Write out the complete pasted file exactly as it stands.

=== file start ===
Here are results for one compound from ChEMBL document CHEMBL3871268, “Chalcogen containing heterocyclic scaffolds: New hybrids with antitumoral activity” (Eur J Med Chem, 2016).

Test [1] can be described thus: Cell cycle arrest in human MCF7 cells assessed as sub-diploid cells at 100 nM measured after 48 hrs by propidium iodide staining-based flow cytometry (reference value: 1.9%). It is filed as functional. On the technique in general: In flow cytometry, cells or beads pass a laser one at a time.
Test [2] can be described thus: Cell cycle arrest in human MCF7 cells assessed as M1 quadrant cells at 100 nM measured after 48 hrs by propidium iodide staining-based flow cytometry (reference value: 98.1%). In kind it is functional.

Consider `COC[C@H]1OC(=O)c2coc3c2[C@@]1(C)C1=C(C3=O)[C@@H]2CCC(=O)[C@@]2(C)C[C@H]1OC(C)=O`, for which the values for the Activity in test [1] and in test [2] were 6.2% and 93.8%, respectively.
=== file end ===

Here are results for one compound from ChEMBL document CHEMBL3871268, “Chalcogen containing heterocyclic scaffolds: New hybrids with antitumoral activity” (Eur J Med Chem, 2016).

Test [1] can be described thus: Cell cycle arrest in human MCF7 cells assessed as sub-diploid cells at 100 nM measured after 48 hrs by propidium iodide staining-based flow cytometry (reference value: 1.9%). It is filed as functional. On the technique in general: In flow cytometry, cells or beads pass a laser one at a time.
Test [2] can be described thus: Cell cycle arrest in human MCF7 cells assessed as M1 quadrant cells at 100 nM measured after 48 hrs by propidium iodide staining-based flow cytometry (reference value: 98.1%). In kind it is functional.

Consider `COC[C@H]1OC(=O)c2coc3c2[C@@]1(C)C1=C(C3=O)[C@@H]2CCC(=O)[C@@]2(C)C[C@H]1OC(C)=O`, for which the values for the Activity in test [1] and in test [2] were 6.2% and 93.8%, respectively.